*402 In Gledhill v. Connecticut Company, 121 Conn. 102, 183 Atl. 379, two friends started out on a fishing trip in an automobile owned by one of them. At the request of the owner of the car his friend drove and an accident occurred in which the owner was killed. In an action brought to recover for his death a contention that he was the guest of the operator of the car at the time of the accident was rejected, the court saying "the most that is indicated is that Graham (the defendant) was performing a gratuitous service for Gledhill (the deceased)."

In Richards v. Parks, supra, which was relied on by this court as authority in the Mittelman case, a mother planned and arranged an automobile trip for herself and her husband and their two children. The defendant Richards was taken along to assist in the driving. He was furnished his transportation and lodging. While he was driving one of the children, a twelve-year-old boy, was injured in an accident which occurred in the state of Virginia, where there is no automobile guest statute but the common law gross negligence rule prevails. The boy sued Richards. It was held that Richards, a mere agent with no right of control, was not the boy's host because "The relation of host and guest presupposes (1) that the host has a right to extend hospitality to the guest at the particular place where he is invited to be present, and (2) that an invitation, express or implied, has been given."

It was further held, however, that the boy was his mother's guest. The court said that, while the child could not be the guest of its parents in their home, "the case is different where the parent goes beyond the ordinary and usual obligations and duties incident to the relationship of parent and child and invites the *403 child, as a voluntary act, to partake of some unusual and exceptional pleasure, as in this case." In that particular the case differs from this one.

The conclusion from the principles enunciated in these decisions is that the defendant in the operation of the automobile was the agent of Mrs. Kudrna; that he was not the host of the minor plaintiff, Dolores Kudrna; and that the latter, as we have seen, was not the guest of her mother and (assuming that an action by a child against its mother could be maintained) would not have been required to prove gross negligence in an action against her mother. She may recover for ordinary negligence in this action against the defendant, her mother's agent.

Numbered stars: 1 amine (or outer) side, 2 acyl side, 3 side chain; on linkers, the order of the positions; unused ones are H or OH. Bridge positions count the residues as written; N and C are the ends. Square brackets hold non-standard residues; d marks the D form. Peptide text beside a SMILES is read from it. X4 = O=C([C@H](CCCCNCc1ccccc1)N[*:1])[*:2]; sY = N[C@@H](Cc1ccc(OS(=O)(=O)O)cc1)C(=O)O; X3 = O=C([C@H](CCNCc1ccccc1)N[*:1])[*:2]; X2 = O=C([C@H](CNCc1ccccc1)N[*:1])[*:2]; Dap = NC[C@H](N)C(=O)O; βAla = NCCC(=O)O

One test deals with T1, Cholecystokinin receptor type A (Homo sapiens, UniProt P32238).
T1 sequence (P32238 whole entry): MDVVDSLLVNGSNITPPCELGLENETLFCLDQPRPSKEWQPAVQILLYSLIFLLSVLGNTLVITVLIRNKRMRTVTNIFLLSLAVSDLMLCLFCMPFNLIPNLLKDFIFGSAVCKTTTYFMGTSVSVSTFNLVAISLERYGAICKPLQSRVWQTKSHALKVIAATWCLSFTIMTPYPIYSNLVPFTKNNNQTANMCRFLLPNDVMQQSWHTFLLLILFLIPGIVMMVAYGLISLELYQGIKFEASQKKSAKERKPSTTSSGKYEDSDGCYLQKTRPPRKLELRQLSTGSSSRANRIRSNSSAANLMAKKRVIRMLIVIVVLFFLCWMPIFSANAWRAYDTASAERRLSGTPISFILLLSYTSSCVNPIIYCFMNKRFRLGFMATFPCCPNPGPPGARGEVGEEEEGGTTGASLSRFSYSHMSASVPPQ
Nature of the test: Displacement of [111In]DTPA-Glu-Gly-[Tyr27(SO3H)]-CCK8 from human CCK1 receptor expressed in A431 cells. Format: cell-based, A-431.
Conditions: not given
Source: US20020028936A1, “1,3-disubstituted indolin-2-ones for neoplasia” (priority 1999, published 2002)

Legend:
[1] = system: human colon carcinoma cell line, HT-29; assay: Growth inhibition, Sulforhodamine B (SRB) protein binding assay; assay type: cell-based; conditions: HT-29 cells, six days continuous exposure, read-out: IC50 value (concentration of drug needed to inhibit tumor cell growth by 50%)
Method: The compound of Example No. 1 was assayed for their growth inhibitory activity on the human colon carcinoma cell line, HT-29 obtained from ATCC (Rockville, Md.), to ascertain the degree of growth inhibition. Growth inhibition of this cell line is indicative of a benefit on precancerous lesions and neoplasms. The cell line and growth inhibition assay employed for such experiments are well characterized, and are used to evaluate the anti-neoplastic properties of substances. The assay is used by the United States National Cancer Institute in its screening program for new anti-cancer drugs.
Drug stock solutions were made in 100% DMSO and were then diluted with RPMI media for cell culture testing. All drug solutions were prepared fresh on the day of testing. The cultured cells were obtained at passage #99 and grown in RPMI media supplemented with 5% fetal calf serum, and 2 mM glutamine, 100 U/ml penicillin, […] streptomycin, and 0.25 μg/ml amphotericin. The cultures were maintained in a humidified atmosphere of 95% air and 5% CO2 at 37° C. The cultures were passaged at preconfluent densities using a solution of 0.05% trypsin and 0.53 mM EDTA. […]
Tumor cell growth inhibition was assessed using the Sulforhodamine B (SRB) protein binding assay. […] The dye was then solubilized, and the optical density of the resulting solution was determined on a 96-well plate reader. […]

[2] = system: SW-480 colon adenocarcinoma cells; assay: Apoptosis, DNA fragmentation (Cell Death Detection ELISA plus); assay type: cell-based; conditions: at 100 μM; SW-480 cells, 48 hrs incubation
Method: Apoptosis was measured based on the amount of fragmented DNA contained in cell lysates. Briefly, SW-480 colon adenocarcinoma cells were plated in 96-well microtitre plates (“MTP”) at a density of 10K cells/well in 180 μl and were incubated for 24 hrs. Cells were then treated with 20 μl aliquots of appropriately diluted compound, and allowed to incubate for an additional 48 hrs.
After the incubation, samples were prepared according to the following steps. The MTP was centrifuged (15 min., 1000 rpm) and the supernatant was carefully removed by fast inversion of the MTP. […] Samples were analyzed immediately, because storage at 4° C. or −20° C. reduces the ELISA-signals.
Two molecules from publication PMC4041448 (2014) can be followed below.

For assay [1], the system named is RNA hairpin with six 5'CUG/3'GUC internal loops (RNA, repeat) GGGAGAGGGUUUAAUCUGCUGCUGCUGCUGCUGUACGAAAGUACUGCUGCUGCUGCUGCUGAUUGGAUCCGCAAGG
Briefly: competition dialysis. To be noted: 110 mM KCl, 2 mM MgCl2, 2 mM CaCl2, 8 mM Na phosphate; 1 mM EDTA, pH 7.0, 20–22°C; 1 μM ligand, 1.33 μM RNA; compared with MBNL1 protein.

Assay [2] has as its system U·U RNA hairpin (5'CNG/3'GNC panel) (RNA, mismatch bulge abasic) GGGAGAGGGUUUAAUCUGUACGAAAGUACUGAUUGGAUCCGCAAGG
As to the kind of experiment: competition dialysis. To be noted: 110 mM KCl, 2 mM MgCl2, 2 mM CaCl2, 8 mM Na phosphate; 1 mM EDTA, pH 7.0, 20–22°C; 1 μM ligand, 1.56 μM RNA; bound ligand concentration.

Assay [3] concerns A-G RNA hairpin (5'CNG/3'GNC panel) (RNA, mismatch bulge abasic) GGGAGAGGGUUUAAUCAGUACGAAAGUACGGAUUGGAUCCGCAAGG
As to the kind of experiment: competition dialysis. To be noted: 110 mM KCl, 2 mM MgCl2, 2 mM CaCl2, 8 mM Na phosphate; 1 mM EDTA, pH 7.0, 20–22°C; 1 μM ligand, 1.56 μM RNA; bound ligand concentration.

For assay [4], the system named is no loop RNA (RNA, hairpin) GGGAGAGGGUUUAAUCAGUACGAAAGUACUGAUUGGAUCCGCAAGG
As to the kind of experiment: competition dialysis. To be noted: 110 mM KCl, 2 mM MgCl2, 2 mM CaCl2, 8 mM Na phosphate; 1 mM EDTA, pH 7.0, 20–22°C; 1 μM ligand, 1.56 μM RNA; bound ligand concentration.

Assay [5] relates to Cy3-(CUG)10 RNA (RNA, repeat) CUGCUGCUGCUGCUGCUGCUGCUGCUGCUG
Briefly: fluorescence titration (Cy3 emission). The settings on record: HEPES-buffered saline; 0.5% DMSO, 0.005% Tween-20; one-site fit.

The result would be the same if it were held that the child had the same status as its mother, since she was in her mother's immediate custody. There is some indication that this is the theory on which Hart v. Hogan, supra, was decided. The case is so interpreted in Morgan v. Anderson, 149 Kan. 814, 89 P. (2d) 866. An analagous case is Weston v. Hospital of St. Vincent, 131 Va. 587, 107 S.E. 785, 23 A.L.R. 907, which deals with the immunity of a charitable institution from liability for tort where the action was brought to recover for the death of an infant patient born in the hospital. The will of the parents was held to be controlling, and "if the action of the parents was an assumption of risk on the part of the mother, it was on behalf of the child also, and they had the power to make it."

Some of the decisions cited by the defendant will be considered. Morgan v. Anderson, supra, arose on demurrer to the petition. The case involved a seven-year-old child who, while visiting the defendant and *404 the latter's sisters, went on an automobile trip with them. The child was injured in an accident which occurred while the defendant was driving. The court held that the child was the defendant's guest, and sustained the demurrer because the petition did not allege gross negligence. "The weight of authority", it was said, "is that a minor as well as an adult can be a `guest' even though unaccompanied by a parent or guardian and even though no express consent of parent or guardian has been shown." The court assumed that the child was visiting the defendant and his sisters with the consent of the mother and that the automobile trip was taken with the mother's implied consent. These facts, dwelt upon in the opinion, differentiate the case. We do not decide that a child of tender years cannot, under any circumstances, be a guest.